If you're interested in Japanese lifestyle, furniture making, photography or even just family life, this is a publication for you.
Truck Furniture is an independently-run furniture store/label from Osaka, founded by designers Tokuhiko Kise and Hiromi Karatsu. What started out in 1997, has become quite a household name in Japan and the catalogues have a cult following in Tokyo.
We’re absolutely smitten by Trucks design ethos, which is to make furniture that they want for themselves, regardless of fashion or trend, with items taking on a simplistic but handcrafted style. The company takes great pride in using natural materials such as wood and leather, but they also mix in steel where it sees fit, overall creating furniture to be used for a long time.
Tokuhiko and Hiromi like doing things their way and through their Truck Works catalogues you get an interesting behind the scenes look and insight into the playful personality behind the products. Their books are filled with beautiful photography of their home and everyday scenarios they are involved in. We loved the first three catalogues, but the 4th book is definitely their biggest and most significant publication yet. With ‘Truck Nest: Under The Tree’ the duo takes the art of catalogue making a bit further.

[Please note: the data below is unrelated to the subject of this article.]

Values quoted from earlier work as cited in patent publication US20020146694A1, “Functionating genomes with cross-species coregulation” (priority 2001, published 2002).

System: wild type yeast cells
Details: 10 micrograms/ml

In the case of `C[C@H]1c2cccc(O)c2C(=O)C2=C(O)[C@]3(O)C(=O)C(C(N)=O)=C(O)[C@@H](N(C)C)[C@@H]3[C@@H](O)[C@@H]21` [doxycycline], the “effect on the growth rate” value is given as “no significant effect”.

The duo make things just the way the want and it’s this way of thinking they extended to creating this logbook, which is 400 pages long and features approximately 385 pictures and 21 stories. Truck Nest is a documentation of their 9 years in the making and evolves around the phrase ‘building a nest’.
We read about their trips to Australia, their pets, their daughter Hina, their old place and the search and difficult path to the new place, their nest, that they built from the ground up.
Truck Nest is about so much more than creating furniture. It’s about Tokuhiko and Hiromi’s way of life and the great care they take in making the most livable world for themselves. What you see is what you get. Very inspiring indeed!
Text: Magali Elali
Movie: Bart Kiggen
Available at neest
If you’re looking for an impressive houseplant, make room for the dazzling tropical beauty of elephant’s ear.
In a former industrial complex, the Dutch designer’s space is a mix of laboratory, workshop, showroom, shop and restaurant.